Although paid work plays a major role in material well-being, economic security, equality of opportunities and human development, the report notes that a large amount of the 57.4% that are employed, do not have quality jobs. In fact, very often, any type of employment is taken up to meet basic needs, especially in rural areas.
In this respect, it is worrying that 45%t of employed persons worldwide are still in such forms of employment. Occupations associated with low-productivity agricultural activities or very little income are still widespread in low- and lower-middleincome countries, despite significant improvements over the past 25 years.
Furthermore,"World Employment and Social Outlook: Trends 2020 (WESO)" shows that during 2020, the unemployment is estimated to increase by around 2.5 million.
For millions of ordinary people, it’s increasingly difficult to build better lives through work. Persisting and substantial work-related inequalities and exclusion are preventing them from finding decent work and better futures. That’s an extremely serious finding that has profound and worrying implications for social cohesion.
...ILO Director-General Guy Ryder said.
According to the report, the global number of the unemployed people stands at 188 million, while 165 million people not having enough paid work and 120 million have given up either looking for work or due to their lack of access to the labor market. Meaning that insufficient paid work has a negative impact upon more than 470 million people in total.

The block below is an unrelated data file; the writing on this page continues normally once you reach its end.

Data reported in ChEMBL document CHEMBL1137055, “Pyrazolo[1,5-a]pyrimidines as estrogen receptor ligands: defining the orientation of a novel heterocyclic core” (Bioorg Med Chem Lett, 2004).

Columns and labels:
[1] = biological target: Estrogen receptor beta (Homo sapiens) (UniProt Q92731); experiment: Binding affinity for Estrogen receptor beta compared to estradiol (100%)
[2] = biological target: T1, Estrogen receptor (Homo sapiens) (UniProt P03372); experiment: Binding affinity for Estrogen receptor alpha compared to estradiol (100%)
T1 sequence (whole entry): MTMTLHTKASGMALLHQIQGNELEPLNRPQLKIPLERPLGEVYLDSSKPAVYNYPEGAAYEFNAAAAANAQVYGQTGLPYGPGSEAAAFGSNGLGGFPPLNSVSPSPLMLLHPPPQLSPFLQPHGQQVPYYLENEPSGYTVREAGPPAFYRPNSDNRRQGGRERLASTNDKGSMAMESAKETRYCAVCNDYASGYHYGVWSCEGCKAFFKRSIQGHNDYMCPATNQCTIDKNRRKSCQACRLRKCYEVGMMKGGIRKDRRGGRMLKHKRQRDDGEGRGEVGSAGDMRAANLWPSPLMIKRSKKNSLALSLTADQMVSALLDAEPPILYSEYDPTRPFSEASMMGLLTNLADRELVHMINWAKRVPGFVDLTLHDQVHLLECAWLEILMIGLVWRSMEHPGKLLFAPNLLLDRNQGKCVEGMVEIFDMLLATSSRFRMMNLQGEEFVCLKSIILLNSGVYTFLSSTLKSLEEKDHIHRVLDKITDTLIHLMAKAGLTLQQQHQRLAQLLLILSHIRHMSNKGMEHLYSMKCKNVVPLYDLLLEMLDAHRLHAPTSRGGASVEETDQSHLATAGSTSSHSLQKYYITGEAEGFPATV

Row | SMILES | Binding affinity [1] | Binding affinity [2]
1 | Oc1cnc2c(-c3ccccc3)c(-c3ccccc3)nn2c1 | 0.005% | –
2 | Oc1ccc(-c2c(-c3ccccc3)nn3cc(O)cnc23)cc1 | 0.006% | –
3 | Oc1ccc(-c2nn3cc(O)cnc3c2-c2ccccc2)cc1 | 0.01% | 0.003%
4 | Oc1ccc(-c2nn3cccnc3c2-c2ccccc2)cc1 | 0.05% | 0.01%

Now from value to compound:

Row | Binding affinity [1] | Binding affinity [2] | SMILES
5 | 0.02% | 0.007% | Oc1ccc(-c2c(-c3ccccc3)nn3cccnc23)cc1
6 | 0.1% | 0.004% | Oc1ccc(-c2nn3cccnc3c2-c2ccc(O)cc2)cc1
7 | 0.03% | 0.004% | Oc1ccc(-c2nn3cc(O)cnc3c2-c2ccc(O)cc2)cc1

Moreover, during 2019 the global unemployment rate stood at 5.4% and is estimated to remain at the same rate in the two following years. At the same time, the combined rate of labor underutilization is projected to settled at just above 13%. "Labor market conditions are contributing to this erosion of social cohesion in many of our societies" Guy Ryder continued.
Additionally, a staggering 267 million young people (aged 15-24) are not in employment, education or training, and many more endure substandard working conditions.
Through the report, WESO further recommends that the type of economic growth needs to shift to encourage higher-value added activities, through structural transformation, technological upgrading and diversification.
Labour underutilization and poor-quality jobs mean our economies and societies are missing out on the potential benefits of a huge pool of human talent. We will only find a sustainable, inclusive path of development if we tackle these kinds of labour market inequalities and gaps in access to decent work.
...the report’s lead author, Stefan Kühn, concluded.
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